On Tuesday the New Orleans Saints will begin the official process of molding their team together for the 2016 season with their first set of organized team activities (OTA’s).
This involves getting guys acclimated not only to the entire team, but each other as well; since it was merely the rookies and tryout players that were involved in the recent mini-camp.
Sure it won’t be a true training camp atmosphere with no live contact allowed between offense and defense, but 7-on-7, 9-on-7, and 11-on-11 drills are allowed between the two sides of the ball.
This should help answer some questions that have popped up beginning with the ho-hum 7-9 ending to their 2015 season, and some that occurred during or after the draft as well.
Dec 27, 2015; New Orleans, LA, USA; New Orleans Saints quarterback Drew Brees (9) walks off the field following a win against the Jacksonville Jaguars in a game at the Mercedes-Benz Superdome. The Saints defeated the Jaguars 38-27. Mandatory Credit: Derick E. Hingle-USA TODAY Sports
I’ve heard some wondering if quarterback Drew Brees would be there at OTA’s and the answer to that would be a question as well: why wouldn’t he be?
I can understand that the whole extension issue (or really the lack thereof of one) have caused a few freak-outs with fans; with the reference some have used being the 2012 off-season drama that his current contract caused back at that time.
Well it’s a tad different with Brees still being under contract (which he is currently) this time around, as opposed to him being a free agent back in 2012.
Brees has always been a proponent of team bonding and cited OTA’s in particular as being a crucial part of that, so if he were to “holdout” I would be completely surprised — since there is really nothing to holdout for.
Hey — I get it and understand that players have held out to express the unhappiness of the contract they’re presently still under, but I don’t think that’s the way Brees operates.
A huge question I’m interested in seeing answered is where on the football field that certain players will begin to be plugged into, to test their versatility.
Yes I’m wanting to see how certain groups like the wide receivers and secondary compete against each other, but how the Saints will begin to use certain players is a highlight for me.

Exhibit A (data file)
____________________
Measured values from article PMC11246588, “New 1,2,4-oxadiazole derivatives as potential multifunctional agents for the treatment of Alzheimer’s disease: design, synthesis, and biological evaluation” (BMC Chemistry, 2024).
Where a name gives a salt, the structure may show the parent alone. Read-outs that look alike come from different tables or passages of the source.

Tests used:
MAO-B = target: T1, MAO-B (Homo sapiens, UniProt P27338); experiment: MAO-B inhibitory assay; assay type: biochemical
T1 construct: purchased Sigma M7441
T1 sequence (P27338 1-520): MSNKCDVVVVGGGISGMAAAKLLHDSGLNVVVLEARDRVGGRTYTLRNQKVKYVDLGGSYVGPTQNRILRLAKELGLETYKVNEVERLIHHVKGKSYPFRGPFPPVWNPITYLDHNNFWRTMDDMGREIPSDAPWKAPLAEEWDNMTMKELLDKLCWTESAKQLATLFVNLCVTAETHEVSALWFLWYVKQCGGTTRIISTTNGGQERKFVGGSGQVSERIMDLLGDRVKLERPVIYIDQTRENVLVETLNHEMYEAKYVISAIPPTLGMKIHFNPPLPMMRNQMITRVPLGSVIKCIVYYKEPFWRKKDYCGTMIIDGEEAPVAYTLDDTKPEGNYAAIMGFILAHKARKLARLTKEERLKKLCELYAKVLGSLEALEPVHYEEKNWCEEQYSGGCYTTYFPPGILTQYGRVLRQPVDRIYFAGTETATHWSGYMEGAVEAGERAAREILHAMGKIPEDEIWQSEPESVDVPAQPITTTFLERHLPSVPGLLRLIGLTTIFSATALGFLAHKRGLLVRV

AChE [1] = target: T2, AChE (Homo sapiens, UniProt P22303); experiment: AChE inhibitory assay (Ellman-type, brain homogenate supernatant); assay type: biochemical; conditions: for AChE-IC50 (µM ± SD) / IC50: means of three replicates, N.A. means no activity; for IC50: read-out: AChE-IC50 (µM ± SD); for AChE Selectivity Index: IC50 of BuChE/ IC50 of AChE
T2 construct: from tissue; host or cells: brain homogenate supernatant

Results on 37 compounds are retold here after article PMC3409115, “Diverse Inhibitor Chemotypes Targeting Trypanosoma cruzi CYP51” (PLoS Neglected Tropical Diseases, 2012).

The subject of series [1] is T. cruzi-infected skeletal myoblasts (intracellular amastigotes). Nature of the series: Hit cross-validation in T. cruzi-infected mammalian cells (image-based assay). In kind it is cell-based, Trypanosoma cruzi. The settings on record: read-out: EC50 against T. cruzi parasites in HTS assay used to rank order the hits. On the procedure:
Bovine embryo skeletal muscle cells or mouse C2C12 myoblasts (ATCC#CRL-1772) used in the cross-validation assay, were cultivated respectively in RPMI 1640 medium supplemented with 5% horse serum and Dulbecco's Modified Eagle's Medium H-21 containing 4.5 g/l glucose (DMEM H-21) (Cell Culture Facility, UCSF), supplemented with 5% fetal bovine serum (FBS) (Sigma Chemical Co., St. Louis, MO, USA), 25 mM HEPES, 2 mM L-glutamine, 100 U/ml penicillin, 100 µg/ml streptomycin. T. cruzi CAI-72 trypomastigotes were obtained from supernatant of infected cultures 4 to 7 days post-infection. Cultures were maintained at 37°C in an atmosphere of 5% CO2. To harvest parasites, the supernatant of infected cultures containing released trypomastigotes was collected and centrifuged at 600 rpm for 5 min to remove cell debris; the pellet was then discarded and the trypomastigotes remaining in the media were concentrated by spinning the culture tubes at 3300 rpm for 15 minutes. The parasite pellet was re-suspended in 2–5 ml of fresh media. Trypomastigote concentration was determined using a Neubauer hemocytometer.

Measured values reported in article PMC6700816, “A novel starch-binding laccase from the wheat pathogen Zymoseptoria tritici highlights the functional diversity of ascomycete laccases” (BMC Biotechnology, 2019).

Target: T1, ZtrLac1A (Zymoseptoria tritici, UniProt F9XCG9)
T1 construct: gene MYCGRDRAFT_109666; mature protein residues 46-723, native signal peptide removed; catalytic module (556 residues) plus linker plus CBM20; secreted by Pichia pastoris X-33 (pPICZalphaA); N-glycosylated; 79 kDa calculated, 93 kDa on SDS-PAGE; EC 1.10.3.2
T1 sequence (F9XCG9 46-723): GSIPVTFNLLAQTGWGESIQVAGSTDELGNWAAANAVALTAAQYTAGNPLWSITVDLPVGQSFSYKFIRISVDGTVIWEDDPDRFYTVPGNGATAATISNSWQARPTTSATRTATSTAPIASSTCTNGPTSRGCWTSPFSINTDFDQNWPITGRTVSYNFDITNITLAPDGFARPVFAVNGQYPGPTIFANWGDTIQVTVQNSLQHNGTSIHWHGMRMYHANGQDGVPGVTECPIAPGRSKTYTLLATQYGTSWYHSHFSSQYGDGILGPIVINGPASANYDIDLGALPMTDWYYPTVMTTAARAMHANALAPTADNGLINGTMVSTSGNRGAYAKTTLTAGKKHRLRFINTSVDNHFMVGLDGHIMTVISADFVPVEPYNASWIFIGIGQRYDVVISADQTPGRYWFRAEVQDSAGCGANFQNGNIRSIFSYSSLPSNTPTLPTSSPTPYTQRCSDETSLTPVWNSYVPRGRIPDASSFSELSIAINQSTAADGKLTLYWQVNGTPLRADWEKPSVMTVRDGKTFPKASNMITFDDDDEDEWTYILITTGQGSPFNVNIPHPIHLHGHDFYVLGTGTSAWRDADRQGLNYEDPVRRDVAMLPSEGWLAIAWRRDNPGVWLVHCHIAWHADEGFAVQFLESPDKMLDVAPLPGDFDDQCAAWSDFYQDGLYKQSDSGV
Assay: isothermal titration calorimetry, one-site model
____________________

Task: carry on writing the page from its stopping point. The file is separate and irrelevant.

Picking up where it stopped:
Photo courtesy of the University of Manitoba
One in particular is rookie defensive lineman David Onyemeta; who I didn’t fully expect much from when he was drafted due to the fact he’s only been playing football for such a short period of time.
But the thing the Nigerian native has going for him is just his pure athleticism and his seemingly unworldly brute strength; allowing him to simply toss offensive linemen to the side or just go straight through them.
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Watching Onyemeta, I assumed due to that strength he’d be used mainly at defensive tackle until he refines his technique a little more — but at rookie camp the coaching staff had him playing the end position.
The Saints themselves have come out and said that they foresee him contributing immediately on the team, which I feared was too bold of a statement at first when every analyst including local ones like Mike Detillier of WWL Radio New Orleans had the word “project” associated with Onyemata.
If former 2014 second round cornerback “project” Stanley Jean-Baptiste’s face flashed before your eyes when you heard that, then you’re not alone!
Nov 29, 2015; Houston, TX, USA; New Orleans Saints defensive coordinator Dennis Allen against the Houston Texans during the first quarter of a game at NRG Stadium. Mandatory Credit: Derick E. Hingle-USA TODAY Sports
The dynamic of the coaching staff is another area that will hopefully find some resolution, after a major overhaul that started with the Saints moving on from defensive coordinator Rob Ryan midway into the 2015 season.
Dennis Allen bandaged the defense together to end the season, but now he’s in the driver seat to implement his own defensive plan which he calls “aggressive” and “attacking”.